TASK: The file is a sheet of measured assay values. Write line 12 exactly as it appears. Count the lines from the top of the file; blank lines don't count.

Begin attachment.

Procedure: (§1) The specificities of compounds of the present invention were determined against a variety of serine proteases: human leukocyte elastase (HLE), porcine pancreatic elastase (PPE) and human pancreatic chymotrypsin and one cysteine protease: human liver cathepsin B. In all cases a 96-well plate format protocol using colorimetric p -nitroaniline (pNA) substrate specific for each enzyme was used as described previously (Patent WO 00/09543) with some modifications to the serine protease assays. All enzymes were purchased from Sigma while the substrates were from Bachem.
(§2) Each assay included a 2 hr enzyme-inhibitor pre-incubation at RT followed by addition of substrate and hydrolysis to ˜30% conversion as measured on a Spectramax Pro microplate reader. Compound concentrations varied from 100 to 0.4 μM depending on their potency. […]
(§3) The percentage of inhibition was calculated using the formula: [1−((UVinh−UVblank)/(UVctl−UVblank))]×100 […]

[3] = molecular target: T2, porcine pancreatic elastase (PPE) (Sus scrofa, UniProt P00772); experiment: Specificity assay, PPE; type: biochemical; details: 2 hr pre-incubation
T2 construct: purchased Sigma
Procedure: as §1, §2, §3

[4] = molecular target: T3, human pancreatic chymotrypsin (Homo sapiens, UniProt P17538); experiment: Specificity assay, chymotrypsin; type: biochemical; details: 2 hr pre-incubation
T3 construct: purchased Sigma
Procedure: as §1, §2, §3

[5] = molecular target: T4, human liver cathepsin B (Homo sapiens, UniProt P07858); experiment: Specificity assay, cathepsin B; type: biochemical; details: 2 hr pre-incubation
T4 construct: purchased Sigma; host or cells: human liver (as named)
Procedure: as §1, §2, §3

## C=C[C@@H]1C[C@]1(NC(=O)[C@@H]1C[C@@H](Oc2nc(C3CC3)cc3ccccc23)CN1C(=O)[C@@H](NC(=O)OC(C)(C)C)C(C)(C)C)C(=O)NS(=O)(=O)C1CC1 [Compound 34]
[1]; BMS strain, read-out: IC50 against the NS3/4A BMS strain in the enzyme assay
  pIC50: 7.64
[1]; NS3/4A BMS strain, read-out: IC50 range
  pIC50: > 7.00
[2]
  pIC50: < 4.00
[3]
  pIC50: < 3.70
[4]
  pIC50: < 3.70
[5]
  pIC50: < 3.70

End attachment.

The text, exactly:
Procedure: as §1, §2, §3